Fuel prices falling
This seems significant.
The Australian Institute of Petroleum (AIP) has previously reported in its annual data that petrol prices have declined significantly over the past two financial years.
The below chart is for the average unleaded petrol retail price by financial year (cents per litre).
Nationally the average price of unleaded fuel fell from 152.5 cents in financial year 2014 to 123.2 cents in financial year 2016, a decline of more than 19 per cent.
Commsec reported today that this week the weekly average unleaded petrol price has continued to slide, down 3.2 cents to just 111.2 cents.
The price tends to be higher in Tasmania and the Northern Territory, due to their respective locations.
Meanwhile, Sydney's average fuel price fell to just 95.7 cents, with the weekly average price at an 11 year low of just 100.5 cents.
Diesel prices have also fallen substantially, down by more than 23 per cent over the last two financial years.
Low oil prices are a double-edged sword for Australia.
Lower oil prices are good for consumers but a negative for LNG prices - our exports are produced under long term contracts, which are broadly linked to the price of oil.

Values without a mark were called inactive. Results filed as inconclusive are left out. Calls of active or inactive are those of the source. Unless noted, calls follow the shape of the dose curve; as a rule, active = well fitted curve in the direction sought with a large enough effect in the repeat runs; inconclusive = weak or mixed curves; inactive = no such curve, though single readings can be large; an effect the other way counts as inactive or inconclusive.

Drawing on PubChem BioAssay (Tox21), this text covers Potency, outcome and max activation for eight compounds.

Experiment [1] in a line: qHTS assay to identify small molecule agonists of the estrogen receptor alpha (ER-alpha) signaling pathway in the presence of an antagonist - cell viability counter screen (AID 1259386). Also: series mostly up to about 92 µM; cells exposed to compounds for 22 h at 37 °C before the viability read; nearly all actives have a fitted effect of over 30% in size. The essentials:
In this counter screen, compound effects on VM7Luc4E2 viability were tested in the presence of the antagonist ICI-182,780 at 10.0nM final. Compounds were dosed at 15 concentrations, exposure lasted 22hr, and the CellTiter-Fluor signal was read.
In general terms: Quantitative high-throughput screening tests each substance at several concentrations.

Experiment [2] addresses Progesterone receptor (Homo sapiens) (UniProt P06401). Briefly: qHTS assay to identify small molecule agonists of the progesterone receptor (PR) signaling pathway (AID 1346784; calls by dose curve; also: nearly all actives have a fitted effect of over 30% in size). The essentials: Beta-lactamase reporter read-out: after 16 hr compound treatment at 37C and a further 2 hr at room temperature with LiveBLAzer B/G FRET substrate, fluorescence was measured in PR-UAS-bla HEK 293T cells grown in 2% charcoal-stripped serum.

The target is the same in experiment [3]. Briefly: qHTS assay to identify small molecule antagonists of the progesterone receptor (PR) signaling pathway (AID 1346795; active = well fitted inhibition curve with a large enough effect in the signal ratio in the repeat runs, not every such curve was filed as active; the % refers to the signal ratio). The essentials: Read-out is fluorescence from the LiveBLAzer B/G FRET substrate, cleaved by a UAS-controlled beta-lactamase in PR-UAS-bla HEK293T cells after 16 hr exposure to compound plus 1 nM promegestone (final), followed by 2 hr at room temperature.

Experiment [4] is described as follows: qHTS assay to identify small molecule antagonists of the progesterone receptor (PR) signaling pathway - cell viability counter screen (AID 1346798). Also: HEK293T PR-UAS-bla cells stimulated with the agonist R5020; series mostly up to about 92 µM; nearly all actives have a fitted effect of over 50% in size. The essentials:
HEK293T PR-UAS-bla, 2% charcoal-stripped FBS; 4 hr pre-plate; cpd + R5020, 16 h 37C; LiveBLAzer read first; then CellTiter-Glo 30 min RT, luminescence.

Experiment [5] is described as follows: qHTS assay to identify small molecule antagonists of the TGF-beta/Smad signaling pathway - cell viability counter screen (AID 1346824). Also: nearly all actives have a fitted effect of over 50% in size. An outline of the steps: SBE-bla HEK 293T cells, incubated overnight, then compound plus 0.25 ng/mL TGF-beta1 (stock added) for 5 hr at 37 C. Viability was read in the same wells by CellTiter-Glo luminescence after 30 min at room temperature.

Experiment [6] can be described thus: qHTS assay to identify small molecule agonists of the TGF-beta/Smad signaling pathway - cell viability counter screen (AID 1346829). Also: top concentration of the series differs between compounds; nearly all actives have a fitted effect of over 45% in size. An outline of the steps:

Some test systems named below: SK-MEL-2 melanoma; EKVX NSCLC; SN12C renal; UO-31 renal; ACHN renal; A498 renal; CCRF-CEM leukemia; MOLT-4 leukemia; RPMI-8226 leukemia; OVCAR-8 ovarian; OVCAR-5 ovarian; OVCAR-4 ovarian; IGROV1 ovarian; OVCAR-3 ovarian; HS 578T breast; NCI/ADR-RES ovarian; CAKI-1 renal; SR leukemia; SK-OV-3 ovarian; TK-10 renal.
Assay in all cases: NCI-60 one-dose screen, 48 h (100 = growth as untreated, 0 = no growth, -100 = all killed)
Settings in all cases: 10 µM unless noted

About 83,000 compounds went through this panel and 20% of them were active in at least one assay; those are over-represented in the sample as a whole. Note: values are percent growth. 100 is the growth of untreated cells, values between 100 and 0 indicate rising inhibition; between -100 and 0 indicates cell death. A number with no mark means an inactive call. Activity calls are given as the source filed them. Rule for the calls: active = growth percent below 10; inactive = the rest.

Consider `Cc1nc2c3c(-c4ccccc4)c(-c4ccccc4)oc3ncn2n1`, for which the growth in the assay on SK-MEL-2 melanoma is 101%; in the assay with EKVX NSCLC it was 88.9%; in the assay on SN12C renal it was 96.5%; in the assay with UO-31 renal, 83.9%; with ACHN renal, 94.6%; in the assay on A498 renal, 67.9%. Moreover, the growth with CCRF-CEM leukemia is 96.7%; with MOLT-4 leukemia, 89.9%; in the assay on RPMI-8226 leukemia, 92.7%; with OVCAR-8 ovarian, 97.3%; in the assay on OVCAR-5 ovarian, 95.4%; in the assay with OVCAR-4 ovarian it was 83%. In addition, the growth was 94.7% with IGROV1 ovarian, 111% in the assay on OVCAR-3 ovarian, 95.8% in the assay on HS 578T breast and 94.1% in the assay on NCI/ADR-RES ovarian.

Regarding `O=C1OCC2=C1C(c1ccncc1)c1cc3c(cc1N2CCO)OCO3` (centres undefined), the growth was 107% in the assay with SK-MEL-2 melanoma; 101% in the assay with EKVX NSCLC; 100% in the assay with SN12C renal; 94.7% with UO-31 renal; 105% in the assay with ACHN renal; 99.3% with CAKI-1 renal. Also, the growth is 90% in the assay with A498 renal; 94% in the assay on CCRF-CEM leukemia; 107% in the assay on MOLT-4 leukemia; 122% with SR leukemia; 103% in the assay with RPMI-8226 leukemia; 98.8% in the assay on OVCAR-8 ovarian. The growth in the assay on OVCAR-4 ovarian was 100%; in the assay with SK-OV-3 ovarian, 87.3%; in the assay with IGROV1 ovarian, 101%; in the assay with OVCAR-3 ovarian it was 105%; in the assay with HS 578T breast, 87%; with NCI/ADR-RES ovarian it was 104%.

This is particularly important given that more than $200 billion has been invested in Australian LNG projects over the past decade, with a massive ramp up in production now to follow over the next five years, which will in turn be a significant boost both real and nominal GDP growth.
Indeed, LNG exports are forecast to triple between 2015 and 2021.
So weaker oil prices would not be good for income, were they to persist.
On the other hand, motorists and consumers do benefit from low petrol prices, as petrol is the single largest weekly purchase for most families.
In fact, over the past year mototists are saving up to $40 per month on average according to Commsec.
This represents a substantial boost for household budgets.
Furthermore, lower fuel prices will act as a drag on inflation - and not only in Australia, but globally - potentially pulling down the rate of inflation further below the target range (which in turn should keep interest rates lower).